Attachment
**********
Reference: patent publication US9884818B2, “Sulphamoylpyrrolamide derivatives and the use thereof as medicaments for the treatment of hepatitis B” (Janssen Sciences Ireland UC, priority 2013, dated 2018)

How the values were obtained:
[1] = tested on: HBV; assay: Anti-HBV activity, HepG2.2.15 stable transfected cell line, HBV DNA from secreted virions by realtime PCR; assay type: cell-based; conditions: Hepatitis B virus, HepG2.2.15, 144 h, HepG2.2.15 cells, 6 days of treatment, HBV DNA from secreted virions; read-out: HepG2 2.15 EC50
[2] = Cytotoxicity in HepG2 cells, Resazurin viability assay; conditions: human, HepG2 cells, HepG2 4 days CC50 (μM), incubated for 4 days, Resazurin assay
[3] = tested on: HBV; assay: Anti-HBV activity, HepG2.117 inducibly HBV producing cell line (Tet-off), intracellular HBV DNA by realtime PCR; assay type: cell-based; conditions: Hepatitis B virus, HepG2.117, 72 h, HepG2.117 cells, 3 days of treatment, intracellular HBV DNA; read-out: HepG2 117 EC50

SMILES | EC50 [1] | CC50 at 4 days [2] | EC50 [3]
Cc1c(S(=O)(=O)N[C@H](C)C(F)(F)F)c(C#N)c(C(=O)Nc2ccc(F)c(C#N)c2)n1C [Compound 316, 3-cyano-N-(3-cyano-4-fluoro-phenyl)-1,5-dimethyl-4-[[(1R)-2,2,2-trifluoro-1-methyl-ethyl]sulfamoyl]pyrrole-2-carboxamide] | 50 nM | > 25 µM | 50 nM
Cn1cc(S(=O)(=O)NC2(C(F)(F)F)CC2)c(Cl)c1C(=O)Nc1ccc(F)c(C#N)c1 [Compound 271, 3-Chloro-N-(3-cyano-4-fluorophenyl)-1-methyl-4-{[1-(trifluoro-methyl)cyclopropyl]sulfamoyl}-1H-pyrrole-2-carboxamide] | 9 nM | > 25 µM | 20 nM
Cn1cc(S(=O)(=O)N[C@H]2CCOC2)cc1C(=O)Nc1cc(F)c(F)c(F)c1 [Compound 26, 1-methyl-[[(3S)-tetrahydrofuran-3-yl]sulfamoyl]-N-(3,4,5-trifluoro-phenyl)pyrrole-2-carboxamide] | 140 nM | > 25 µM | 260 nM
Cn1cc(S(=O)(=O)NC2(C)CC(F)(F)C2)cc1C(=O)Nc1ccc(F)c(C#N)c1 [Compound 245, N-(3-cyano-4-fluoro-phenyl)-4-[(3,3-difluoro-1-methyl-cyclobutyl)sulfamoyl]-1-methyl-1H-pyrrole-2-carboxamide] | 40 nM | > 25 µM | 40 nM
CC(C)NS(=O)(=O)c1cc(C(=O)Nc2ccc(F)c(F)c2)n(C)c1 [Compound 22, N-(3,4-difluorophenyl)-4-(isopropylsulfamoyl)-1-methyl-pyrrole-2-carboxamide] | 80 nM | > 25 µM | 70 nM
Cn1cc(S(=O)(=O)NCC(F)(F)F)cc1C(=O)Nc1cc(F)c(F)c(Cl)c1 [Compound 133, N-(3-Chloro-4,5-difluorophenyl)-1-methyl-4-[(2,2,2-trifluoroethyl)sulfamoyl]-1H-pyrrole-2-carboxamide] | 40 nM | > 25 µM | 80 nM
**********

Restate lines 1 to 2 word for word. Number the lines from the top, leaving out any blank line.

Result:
Reference: patent publication US9884818B2, “Sulphamoylpyrrolamide derivatives and the use thereof as medicaments for the treatment of hepatitis B” (Janssen Sciences Ireland UC, priority 2013, dated 2018)

How the values were obtained: